Measures to eliminate international terrorism
Statement by Ambassador Hjálmar W. Hannesson
Permanent Representative of Iceland to the United Nations
Measures to eliminate international terrorism
Agenda item 99
New York, 8 October 2008
At the outset, Mr. Chair, allow me to congratulate you on your election as the Chairperson of the Sixth Committee. Congratulations also go to other members of the Bureau on their election.
Terrorism is a global problem. Each and every person, organisation or state, wherever they may be in the world, are susceptible to terrorist attack. Size or power is no insurance against terrorists. Anyone can fall victim and not a day goes without some country suffering terrorist acts. The heinous attack on the UN offices in Algiers last December reminds us once again how present the danger is and how real the threat is. Iceland unequivocally condemns terrorism in all its forms and manifestations.
This grave and global problem calls for resolute global responses and the United Nations have a crucial role to play in achieving our common objectives in combating terrorism. The adoption of the UN Global Counter-Terrorism Strategy in 2006 was a welcome achievement and an important step towards coordinating our efforts in this area. The responsibility for implementation of the strategy, however, lies with the Member States. The reaffirmation of the Strategy and the review of its implementation here in New York last month was therefore an important step towards more effective and better coordinated measures against terrorists. I would also like to commend the work of the UN Counter Terrorism Implementation Task Force, in particular for the establishment of the 9 specialized working groups and for its support to Member States. We have high hopes that the better we, the Member States, organize and cooperate the more difficult it becomes for the terrorists to operate. The strategy, however, must remain a living instrument in order to always respond to the most current situations.
Important as our common counter-terrorism strategy may be, more concerted action on behalf of Member States is needed. The strategy complements and supports the 16 international conventions and protocols relating to measures against terrorism which have been elaborated within the framework of the United Nations, as well as the 14 regional conventions. Together these instruments constitute an arsenal to fight different aspects of the scourge of terrorism. In order for these conventions to be effective, all states must become parties to them. Iceland is a party to all the 13 universal legal instruments to prevent terrorist acts as well as the European Convention on the Suppression of Terrorism.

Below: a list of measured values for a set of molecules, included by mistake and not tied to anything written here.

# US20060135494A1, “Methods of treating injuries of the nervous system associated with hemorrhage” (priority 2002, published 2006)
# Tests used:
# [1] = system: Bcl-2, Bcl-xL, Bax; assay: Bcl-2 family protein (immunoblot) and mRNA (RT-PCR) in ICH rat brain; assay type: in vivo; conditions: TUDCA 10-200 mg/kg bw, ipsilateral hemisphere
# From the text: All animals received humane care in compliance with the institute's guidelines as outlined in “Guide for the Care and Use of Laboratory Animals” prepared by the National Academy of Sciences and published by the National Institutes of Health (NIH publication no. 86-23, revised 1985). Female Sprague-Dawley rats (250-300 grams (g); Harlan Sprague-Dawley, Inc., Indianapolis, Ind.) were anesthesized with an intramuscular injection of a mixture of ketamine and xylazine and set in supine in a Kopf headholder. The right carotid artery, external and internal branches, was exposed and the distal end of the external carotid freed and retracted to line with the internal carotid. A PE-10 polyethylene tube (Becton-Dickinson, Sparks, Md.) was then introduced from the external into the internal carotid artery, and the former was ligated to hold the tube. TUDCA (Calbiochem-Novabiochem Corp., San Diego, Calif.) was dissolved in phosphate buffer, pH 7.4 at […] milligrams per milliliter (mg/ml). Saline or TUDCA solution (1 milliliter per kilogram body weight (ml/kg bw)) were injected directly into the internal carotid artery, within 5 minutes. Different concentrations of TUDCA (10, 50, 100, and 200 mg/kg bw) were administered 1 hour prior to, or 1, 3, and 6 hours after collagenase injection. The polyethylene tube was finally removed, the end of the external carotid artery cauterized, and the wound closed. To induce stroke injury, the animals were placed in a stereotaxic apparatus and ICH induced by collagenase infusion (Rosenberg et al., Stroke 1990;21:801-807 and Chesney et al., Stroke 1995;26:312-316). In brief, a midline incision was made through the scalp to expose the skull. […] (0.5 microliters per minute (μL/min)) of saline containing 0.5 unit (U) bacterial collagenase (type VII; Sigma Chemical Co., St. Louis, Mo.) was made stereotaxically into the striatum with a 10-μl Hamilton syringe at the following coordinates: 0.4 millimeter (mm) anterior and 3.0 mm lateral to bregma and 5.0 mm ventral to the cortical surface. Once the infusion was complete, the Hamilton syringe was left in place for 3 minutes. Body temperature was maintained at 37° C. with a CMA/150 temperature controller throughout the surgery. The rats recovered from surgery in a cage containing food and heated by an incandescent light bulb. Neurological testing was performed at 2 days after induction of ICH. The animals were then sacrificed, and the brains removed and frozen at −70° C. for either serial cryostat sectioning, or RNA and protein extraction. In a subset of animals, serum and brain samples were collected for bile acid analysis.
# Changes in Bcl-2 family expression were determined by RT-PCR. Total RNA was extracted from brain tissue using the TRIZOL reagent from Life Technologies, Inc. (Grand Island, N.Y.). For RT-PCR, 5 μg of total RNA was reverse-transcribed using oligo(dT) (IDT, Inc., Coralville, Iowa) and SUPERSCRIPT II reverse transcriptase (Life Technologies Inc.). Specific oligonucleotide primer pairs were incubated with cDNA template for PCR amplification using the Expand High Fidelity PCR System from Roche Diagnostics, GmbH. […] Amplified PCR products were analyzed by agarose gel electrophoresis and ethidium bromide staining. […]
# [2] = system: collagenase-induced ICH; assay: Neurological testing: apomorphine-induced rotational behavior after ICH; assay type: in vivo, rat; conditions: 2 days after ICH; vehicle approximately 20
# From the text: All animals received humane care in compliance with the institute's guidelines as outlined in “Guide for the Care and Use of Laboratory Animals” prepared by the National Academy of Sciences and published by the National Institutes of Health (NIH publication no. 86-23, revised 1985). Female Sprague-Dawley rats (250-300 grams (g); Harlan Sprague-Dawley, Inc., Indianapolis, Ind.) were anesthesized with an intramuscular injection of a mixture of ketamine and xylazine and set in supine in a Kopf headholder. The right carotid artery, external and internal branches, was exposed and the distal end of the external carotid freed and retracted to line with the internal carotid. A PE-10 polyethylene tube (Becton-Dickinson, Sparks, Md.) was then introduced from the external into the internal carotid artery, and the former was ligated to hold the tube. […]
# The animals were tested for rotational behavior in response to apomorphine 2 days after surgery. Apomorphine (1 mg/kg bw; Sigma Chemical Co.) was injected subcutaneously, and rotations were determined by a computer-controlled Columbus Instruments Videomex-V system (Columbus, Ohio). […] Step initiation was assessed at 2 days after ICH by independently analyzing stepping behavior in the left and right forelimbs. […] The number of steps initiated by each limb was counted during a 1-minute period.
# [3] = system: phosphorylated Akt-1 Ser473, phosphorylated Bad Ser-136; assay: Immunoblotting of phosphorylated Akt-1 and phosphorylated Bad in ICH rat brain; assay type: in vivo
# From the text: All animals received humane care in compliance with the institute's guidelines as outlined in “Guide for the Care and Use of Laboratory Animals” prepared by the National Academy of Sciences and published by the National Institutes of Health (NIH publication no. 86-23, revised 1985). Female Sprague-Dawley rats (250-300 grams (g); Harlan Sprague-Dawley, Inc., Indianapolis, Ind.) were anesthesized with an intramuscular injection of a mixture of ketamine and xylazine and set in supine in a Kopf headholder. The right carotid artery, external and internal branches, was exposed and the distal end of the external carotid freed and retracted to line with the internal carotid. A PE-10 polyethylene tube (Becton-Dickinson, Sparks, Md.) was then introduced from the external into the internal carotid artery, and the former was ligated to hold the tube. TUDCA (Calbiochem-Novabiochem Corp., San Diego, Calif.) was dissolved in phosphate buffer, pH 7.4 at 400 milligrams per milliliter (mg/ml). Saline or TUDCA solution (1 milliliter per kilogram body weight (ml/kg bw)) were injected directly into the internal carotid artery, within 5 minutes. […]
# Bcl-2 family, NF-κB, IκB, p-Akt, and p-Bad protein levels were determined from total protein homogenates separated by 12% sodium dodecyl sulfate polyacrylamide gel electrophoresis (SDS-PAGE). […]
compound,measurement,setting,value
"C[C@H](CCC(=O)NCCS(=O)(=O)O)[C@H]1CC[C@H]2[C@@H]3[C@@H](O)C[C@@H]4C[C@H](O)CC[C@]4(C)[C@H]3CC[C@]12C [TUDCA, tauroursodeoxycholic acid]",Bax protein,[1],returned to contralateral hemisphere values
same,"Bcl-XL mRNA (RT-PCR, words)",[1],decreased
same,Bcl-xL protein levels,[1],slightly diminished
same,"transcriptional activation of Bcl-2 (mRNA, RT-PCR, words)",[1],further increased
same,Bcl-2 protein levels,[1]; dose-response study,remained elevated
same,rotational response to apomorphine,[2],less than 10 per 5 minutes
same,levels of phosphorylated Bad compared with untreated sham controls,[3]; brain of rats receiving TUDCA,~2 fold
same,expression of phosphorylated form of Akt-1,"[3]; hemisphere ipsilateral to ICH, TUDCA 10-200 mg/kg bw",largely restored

The aforementioned legal and strategic framework are important bricks in our protective wall against terrorism but more remains to be done. The Ad Hoc Committee established by General Assembly resolution 51/210 met in February to continue discussion on the Comprehensive Convention on International Terrorism and the convening of a high-level conference in order to formulate a joint organized response by Member States to international terrorism. Even though consensus has yet to be reached, we remain confident that progress will be made in the near future.
The fundamental and far-reaching work of the Security Council and its subsidiary bodies must not be left out in this context. The SC resolutions dealing with terrorism in one form or another, the work of the Counter-Terrorism Committee and the work of the Security Council on this issue in general is probably one of the most direct ways the United Nations system has to harmonize the efforts of the Member States in this field. We look forward to more transparency, closer cooperation and more effective implementation of these obligations in the future.
Much has been done to counter terrorism and protect international peace and security. Nevertheless, terrorist acts continue to be committed. We must not accept that as self-evident and must never become numb to its horror. We must renew our collective efforts and resolve, as responsible Member States, to counter this scourge and bring the perpetrators to justice. In doing so we have to base all our efforts on the rule of law and respect for human rights, including humanitarian law and refugee law. The only acceptable measures to eliminate international terrorism are those that respect these fundamental principles of the United Nations. Iceland remains dedicated to these principles and is convinced that they constitute the key to success in the fight against international terrorism. If we abandon these principles the terrorists will have succeeded in harming the very foundations of this most important organization in the world.
Thank you, Mr. Chair.